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U.S. couple from Georgia experiences Hajj pilgrimage

By Amir Ahmed, CNN
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From Mecca to Mina
  • U.S. couple arrives in Saudi Arabia to celebrate Hajj pilgrimage
  • Hina Babar, who lives in Georgia, was raised in the Saudi capital Riyadh
  • Babar, a new mom, and her husband spent a year planning for trip
  • Saudi Arabia
  • Islam

Mina, Saudi Arabia (CNN) -- Hina Babar had prepared for this day for months. But now, as she landed in Saudi Arabia for the Muslim pilgrimage Hajj, the time seemed to have flown by.

"I never thought this day would come so quickly," Babar said, as she and her husband, Khuram, arrived from Marietta, Georgia.

For the new mom, preparations for the trip began more than a year ago, when she was seven months pregnant.

"I was just beginning to feel what a mother's love is like for her child, yet I had no understanding of how difficult it was going to be to leave my baby behind," Babar said.

The couple left their now-10-month-old boy with Hina Babar's parents before embarking on their sacred journey.

The Hajj, an obligatory pilgrimage for able-bodied Muslims, began this year on Wednesday.

Despite a rare rainstorm that inundated the city of Mina, 2.5 million pilgrims performed the ancient rituals without incident.

For Babar, a final phone call to her parents before she boarded her flight to Saudi Arabia last week brought news that baby Kamran's first tooth had come in.

"Now I am bawling," she said. "This is my baby's first tooth, and I missed it."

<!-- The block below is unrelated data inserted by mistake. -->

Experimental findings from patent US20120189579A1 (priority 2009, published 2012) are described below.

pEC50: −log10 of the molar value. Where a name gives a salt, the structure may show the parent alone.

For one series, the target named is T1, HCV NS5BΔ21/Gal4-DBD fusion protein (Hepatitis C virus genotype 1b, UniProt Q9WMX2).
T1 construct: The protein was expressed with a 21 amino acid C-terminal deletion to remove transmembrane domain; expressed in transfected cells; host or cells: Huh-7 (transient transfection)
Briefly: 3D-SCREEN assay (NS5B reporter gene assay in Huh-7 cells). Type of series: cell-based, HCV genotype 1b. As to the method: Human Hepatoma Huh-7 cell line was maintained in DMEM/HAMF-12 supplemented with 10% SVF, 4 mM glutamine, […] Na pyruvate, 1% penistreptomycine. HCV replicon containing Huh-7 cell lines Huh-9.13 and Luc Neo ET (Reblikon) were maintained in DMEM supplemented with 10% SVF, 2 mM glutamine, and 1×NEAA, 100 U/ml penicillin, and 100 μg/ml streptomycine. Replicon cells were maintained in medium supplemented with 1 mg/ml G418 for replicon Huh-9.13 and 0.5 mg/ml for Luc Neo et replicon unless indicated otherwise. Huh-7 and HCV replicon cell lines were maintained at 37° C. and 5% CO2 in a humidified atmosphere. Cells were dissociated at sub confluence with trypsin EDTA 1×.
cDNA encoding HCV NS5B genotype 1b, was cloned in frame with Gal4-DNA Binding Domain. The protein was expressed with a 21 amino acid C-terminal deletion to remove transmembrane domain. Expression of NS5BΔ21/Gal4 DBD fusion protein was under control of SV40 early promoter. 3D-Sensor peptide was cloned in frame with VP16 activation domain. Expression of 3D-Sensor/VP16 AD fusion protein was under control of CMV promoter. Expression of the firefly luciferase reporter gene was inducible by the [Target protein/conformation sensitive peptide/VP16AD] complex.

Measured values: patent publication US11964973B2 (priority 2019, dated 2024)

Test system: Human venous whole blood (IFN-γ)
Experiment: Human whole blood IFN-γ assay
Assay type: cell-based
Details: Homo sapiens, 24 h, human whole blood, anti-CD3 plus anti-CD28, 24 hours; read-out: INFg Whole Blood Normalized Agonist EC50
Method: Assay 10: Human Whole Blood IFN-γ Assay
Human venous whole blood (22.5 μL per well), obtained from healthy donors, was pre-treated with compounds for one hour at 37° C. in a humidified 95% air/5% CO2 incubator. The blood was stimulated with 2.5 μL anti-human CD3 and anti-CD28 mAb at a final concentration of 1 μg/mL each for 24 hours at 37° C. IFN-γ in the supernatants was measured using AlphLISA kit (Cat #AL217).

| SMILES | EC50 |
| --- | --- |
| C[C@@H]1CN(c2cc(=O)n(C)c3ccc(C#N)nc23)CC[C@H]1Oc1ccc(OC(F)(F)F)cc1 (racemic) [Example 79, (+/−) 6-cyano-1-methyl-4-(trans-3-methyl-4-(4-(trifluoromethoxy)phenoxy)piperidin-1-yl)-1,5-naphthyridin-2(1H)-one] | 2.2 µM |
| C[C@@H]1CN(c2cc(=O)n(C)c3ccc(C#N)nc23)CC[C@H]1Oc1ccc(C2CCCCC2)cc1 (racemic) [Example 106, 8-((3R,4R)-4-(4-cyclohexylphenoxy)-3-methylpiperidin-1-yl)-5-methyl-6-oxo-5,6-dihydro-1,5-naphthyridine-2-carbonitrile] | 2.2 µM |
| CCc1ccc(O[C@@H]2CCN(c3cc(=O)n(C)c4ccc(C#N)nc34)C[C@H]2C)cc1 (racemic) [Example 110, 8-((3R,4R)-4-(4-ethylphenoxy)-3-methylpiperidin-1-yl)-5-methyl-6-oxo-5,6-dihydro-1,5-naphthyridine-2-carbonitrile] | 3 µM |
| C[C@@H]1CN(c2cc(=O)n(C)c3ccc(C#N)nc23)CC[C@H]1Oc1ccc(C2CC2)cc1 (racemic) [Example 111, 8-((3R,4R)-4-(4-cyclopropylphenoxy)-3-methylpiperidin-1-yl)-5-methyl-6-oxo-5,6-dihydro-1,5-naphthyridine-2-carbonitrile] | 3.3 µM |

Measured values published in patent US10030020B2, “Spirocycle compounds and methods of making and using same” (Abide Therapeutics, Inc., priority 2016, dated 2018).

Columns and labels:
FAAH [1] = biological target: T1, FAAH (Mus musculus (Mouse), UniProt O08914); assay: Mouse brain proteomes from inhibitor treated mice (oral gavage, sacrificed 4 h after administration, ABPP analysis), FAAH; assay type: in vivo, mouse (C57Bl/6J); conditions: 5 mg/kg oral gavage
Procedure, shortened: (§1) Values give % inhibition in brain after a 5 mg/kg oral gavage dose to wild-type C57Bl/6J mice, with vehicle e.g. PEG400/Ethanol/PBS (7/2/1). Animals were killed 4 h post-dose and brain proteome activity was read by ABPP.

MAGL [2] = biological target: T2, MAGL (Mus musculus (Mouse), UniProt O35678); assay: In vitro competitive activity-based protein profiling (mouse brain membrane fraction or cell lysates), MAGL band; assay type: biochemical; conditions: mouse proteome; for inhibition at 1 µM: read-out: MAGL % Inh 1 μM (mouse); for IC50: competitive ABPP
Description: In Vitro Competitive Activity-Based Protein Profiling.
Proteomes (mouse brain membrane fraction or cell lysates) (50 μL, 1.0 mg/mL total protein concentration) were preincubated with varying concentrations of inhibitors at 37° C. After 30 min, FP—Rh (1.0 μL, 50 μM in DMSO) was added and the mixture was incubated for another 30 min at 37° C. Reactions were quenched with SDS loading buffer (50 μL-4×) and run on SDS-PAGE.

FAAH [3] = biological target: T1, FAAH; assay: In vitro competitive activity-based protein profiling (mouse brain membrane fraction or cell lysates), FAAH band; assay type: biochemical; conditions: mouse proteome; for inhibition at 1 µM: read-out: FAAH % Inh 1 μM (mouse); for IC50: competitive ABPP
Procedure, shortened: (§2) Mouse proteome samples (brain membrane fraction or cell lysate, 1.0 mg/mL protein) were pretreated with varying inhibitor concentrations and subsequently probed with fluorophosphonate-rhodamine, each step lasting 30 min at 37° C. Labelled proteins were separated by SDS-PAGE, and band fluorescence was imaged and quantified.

Twenty hours later, the couple arrived from New York in Medina, Islam's second-holiest city after Mecca.

The couple prayed at al-Masjid al-Nabawi, where Muslims believe their prophet, Mohammed, is buried. Hundreds of thousands of pilgrims from more than 50 countries prayed alongside them.

Babar found herself sharing her prayer rug with an elderly woman whom she didn't know.

"At the mosque, you just don't look at who is next to you. Everyone shares, sometimes voluntarily and sometimes involuntarily," she said.

Beyond the pilgrimage, the trip to Saudi Arabia carries special significance for Babar: She lived in the capital, Riyadh, as a child, and she wanted to share some of those childhood landmarks with her husband.

"There are so many things that I talk about that are absolutely foreign to him, ... even eating a chicken shawarma, the best sandwich in the entire world," she added.

So, during their stay in Mina, Babar took her husband on a quest for some good shawarma.

He agreed: Saudis do make the best.

"Driving through the streets, smelling all the scents, I smell some familiar scents that I can make out and some that are absolutely new to me," Babar said.

Now the couple is readying for Friday, when they travel to Mecca to circle the Kaaba, the most sacred site in Islam.

It will be the next chapter on what has already been a trip that's yielded a lifetime of memories.